[0023] Coding by such laser etching of the top and bottom surfaces of the stock can occur simultaneously with impartation of matching numbers either visibly readable or encoded. Such a tracking number can take the form of a multiple digit number, e.g., a twelve digit number which would provide the capability of tracking up to 999,999,999,999 individual cartridges per year. Following years could begin with a letter prefix (Example: A99,999,999,999). This method will provide a system wherein no two cartridges could have the same tracking number for decades to come. In addition, prefixes or suffixes of numbers, letters or other indicia could be provided for each different manufacturer.

[0024] In this first method of forming cartridge casings from stock already provided with indicia as by the above-described laser etching process, the top code or tracking number will become the inside of the cartridge which will enable humanly readable tracking of such number and the bottom code will become the outside of the cartridge casing which will enable such to be machine readable in data matrix format ECC200. Such data matrix code format is, in essence, a two-dimensional barcode and is utilized as the marking code of choice of many industries such as computer chip manufacturers to mark their small manufactured components. There are also a number of other barcodes including one-dimensional barcodes that may be utilized with this invention so as to not exclude a symbology that may be suited for this application including preprinted labels to visibly readable inks—all of which including the laser etchable coding must be environmentally resistant to the condition of use, that is, the indicia applied to the cartridge shell's inside surface must be capable of withstanding the explosive and burning forces of the propellant upon firing, and the surface destined to become the outside surface of the cartridge must be able to withstand environmental conditions, e.g., temporary high temperature and normal abrasion contact.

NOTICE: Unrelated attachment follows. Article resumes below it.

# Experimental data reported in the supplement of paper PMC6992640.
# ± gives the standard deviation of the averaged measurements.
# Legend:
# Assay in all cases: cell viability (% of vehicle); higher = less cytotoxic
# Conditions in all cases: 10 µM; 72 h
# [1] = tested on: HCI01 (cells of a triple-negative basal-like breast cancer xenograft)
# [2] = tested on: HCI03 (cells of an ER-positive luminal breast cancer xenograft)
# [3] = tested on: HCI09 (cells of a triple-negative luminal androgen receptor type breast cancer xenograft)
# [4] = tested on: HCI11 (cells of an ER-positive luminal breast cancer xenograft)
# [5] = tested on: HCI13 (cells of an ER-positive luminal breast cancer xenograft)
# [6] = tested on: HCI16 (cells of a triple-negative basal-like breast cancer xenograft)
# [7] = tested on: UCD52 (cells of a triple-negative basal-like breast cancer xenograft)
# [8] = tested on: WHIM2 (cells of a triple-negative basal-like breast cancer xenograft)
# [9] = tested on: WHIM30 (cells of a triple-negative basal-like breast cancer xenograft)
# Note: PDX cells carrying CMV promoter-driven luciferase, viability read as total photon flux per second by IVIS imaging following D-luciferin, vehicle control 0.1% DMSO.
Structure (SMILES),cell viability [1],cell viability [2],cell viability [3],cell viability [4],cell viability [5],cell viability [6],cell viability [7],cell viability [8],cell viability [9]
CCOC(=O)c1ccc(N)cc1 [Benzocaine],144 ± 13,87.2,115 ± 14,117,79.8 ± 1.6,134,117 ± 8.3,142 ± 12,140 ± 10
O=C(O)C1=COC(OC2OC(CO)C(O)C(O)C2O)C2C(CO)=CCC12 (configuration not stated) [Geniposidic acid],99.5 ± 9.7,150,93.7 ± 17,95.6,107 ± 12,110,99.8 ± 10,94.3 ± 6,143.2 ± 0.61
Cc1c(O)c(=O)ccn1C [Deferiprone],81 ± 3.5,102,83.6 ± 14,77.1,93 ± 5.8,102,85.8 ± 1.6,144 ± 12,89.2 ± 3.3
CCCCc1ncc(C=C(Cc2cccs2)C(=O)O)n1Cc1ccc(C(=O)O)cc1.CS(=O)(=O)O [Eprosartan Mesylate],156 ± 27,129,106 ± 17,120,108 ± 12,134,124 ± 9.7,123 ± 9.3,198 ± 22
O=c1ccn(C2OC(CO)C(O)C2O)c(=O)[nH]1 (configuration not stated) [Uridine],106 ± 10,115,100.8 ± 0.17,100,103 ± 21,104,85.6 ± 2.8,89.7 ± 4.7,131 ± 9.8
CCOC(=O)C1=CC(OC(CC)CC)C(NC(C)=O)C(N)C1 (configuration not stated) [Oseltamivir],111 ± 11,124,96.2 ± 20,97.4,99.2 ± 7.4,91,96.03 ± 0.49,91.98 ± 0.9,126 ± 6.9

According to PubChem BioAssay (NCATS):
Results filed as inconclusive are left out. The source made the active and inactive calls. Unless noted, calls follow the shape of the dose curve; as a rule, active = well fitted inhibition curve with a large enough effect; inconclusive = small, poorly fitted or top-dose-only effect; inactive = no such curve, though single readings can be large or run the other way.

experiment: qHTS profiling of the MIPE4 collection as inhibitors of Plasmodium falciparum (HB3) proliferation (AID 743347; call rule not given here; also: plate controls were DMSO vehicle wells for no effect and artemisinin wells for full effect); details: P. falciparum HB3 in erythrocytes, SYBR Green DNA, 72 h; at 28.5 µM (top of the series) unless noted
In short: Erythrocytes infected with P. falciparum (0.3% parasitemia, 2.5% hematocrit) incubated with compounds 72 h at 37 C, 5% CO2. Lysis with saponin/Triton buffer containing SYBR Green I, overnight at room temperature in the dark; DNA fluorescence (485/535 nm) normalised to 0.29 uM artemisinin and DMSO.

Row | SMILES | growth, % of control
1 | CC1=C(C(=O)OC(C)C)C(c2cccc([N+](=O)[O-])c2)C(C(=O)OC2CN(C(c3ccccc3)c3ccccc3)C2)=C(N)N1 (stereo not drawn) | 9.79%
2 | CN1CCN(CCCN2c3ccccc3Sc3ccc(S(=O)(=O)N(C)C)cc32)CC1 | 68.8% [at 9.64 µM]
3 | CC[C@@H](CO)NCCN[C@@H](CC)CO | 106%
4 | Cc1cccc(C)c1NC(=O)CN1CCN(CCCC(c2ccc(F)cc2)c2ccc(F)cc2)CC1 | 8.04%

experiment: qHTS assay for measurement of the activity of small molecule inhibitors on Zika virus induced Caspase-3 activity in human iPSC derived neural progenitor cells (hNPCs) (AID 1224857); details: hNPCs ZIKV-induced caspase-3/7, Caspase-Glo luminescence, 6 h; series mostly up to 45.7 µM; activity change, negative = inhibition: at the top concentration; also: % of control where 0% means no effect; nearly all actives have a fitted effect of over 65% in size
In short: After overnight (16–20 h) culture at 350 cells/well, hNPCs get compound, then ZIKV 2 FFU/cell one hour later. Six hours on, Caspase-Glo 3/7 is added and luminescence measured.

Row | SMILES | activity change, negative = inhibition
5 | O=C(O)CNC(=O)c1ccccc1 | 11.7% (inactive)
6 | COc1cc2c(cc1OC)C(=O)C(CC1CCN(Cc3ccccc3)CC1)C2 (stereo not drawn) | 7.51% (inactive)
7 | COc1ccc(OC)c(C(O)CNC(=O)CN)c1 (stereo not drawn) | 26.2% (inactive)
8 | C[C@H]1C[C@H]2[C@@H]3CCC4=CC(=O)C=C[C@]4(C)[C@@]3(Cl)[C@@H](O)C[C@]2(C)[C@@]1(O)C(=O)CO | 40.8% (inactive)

[0025] In a second method of coding, the cartridge primer, which may be manufactured on site or supplied by a vendor, is coated with a laser reactive material or dark colored finish. The laser to produce a machine-readable code, e.g., data matrix format ECC200, will remove this micro coating.

[0026] As the cartridges are assembled, the primer is placed in the bottom and seated into the cartridge casing. Prior to injecting the explosive charge, e.g., gunpowder, into the cartridge casing, a machine vision system will read and decode the data matrix code previously formed by the laser on the primer. This information will then be translated by computer software and sent to an online laser that will print the humanly readable equivalent in two probable locations. These locations are inside the edge of the cartridge casing or on the bottom inside surface of the cartridge casing. This number will be used to locate the purchaser of the cartridge if the cartridge is involved in a crime. In this method, it would only be necessary to apply a laser etchable coating to that surface of the stock destined to form the inside surface of the cartridge or apply such coating to that surface after the formation of the cartridge casing. The cartridge manufacturing process will continue as the explosive charge, e.g., gunpowder, is added and the projectile is seated and crimped to the cartridge casing to form the completed ammunition cartridge.